It takes a lot of coordination to make sure the right sounds happen at the right time.
However, in exchange for your efforts, you can expect to earn around $53,166 per year.
Many video games give players the option of playing in multiple languages.
That makes it easier to advertise the game internationally since the developer may highlight the availability of the native language of a particular region during demos and advertising.
Translators are experts who transform existing dialogue, voiceovers, manuals, and other types of content from one language to another.
You can expect to earn around $51,830 yearly for your language skills.
7- Video Game Tester
Video game tester is one of the most sought-after positions.
Those professionals spend the majority of their time developing video games. While it may sound like a lot of fun, it's a lot of labor.
Video game testers are responsible for spotting flaws, detecting bugs, and reporting them.
To find flaws, they may play the same area of a game thousands of times. They may also be entrusted with providing input on the overall player experience, ensuring that the final product is both bug-free and enjoyable.
From a professional aspect, video game tester employment can be highly competitive.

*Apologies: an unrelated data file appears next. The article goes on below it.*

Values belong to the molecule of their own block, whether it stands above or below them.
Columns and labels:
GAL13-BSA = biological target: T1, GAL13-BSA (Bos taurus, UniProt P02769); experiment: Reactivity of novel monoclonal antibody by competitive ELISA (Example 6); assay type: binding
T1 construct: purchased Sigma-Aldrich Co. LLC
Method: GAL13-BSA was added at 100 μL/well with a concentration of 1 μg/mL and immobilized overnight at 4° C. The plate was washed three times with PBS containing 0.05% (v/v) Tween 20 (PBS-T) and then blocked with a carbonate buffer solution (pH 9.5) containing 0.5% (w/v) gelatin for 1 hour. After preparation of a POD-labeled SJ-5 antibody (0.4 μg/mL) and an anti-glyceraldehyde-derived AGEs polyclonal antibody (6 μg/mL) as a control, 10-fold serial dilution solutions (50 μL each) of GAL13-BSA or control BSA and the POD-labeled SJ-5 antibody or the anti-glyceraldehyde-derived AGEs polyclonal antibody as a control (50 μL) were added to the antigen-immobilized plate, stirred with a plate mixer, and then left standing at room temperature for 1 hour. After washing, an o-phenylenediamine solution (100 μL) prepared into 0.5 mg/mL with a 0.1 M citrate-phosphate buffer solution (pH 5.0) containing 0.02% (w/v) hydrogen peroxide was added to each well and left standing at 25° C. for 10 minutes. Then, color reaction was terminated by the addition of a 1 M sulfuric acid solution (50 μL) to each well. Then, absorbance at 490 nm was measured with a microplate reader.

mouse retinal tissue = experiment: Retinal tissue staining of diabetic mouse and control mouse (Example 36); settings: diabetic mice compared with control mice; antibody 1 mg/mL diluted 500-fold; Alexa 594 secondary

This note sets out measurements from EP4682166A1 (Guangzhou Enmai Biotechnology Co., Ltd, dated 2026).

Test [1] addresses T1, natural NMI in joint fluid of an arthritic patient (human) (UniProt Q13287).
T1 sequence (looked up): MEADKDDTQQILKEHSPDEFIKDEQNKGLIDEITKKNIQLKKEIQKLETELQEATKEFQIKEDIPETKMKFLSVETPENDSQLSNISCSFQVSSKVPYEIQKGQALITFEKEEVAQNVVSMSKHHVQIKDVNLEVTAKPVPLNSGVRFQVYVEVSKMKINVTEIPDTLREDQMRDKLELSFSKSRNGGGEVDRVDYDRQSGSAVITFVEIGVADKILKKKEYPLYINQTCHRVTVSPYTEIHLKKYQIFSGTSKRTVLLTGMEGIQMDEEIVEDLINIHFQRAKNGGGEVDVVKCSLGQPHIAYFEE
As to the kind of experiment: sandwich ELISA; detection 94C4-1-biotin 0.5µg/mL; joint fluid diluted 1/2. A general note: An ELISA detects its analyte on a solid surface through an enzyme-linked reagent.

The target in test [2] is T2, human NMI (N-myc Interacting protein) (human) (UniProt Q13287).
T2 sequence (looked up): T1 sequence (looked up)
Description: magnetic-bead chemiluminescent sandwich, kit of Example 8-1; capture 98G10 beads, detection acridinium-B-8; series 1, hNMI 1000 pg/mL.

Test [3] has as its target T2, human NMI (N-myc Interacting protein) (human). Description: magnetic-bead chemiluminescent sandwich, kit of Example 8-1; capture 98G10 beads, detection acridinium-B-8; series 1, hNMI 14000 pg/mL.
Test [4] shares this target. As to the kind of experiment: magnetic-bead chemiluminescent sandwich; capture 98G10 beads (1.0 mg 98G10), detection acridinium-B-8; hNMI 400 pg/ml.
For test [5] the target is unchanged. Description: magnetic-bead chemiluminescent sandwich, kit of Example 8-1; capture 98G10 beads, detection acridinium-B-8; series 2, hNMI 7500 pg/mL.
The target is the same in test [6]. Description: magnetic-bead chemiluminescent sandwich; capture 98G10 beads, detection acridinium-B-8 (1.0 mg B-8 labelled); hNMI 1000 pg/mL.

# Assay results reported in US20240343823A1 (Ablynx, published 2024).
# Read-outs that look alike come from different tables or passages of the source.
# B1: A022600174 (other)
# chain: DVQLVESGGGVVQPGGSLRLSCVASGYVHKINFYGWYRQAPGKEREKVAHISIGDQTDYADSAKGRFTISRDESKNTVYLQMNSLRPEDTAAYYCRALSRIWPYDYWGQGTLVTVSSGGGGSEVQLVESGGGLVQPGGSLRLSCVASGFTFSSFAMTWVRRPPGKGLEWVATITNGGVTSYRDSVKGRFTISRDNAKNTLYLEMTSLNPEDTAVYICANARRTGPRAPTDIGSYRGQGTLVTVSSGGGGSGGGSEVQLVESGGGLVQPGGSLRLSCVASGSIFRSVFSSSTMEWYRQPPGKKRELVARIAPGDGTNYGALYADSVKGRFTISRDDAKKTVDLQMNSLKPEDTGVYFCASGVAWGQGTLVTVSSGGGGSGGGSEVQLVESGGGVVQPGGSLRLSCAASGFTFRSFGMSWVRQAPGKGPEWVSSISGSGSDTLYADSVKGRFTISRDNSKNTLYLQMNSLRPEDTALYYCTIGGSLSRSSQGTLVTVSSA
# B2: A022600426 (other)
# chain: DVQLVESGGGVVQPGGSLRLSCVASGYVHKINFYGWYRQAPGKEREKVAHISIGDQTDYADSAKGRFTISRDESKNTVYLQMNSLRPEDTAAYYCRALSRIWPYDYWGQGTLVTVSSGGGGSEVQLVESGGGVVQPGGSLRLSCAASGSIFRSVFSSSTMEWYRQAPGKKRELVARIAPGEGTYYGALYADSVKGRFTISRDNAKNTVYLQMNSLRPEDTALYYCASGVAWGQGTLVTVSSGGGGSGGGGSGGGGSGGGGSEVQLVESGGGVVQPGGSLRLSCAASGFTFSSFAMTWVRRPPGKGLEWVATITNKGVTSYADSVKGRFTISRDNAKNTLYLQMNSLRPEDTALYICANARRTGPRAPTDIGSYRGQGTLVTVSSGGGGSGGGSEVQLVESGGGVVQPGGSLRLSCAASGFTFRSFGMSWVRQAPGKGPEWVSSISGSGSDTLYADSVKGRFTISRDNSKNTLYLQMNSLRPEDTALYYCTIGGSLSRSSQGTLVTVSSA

If you manage to land a job, you can expect to earn $55,030 yearly.
A Suggestion: Working as a video game tester is an excellent way to break into the industry.
It's possible to obtain a foot in the door for future employment in development, quality assurance, or a related field by being open to those opportunities.
8- Voice Actor
If you want to be the voice of a video game character, becoming a voice actor is probably your best shot. These professionals' voices can be heard in various projects, including video games, voiceovers, cartoons, and more.
In general, voice acting jobs are project-based.
That isn't to say you won't be able to make a decent living.
It's common to earn $20.43 each hour. So, if you work full-time and take on a variety of assignments, you could earn around $42,494 per year.
9- Market Research Analyst
In the video game industry, market research analysts are crucial.
They will not only analyze data to discover what types of video games might appeal to the general public, but they will also undertake a study to investigate new advertising tactics, feature preferences, and more.
To get started in the field, you'll typically require a Bachelor's degree because you'll need good marketing and data analytics skills.
You can expect to earn around $63,790 per year.
While some games include music from well-known performers, others use original compositions.
Composers write the pieces for games that require creative music.
They apply their musical expertise to create something unique and memorable that fits the game's tone, ensuring that the music enhances the whole experience.
Composers typically hold a bachelor's degree in music.
However, only a tiny percentage of people with musical abilities can make $51,670 per year as a composer without formal training.
All 10 of the above occupations pay well and allow you to start a career in the gaming industry.
While they can be very competitive, they offer opportunities to break into your desired industry and work on the next blockbuster game.
Take a look at each of the video game occupations listed above. After that, think about your skills and interests.
After that, you might be able to choose an appropriate option, allowing you to get your video game career off to a good start.
Best of luck!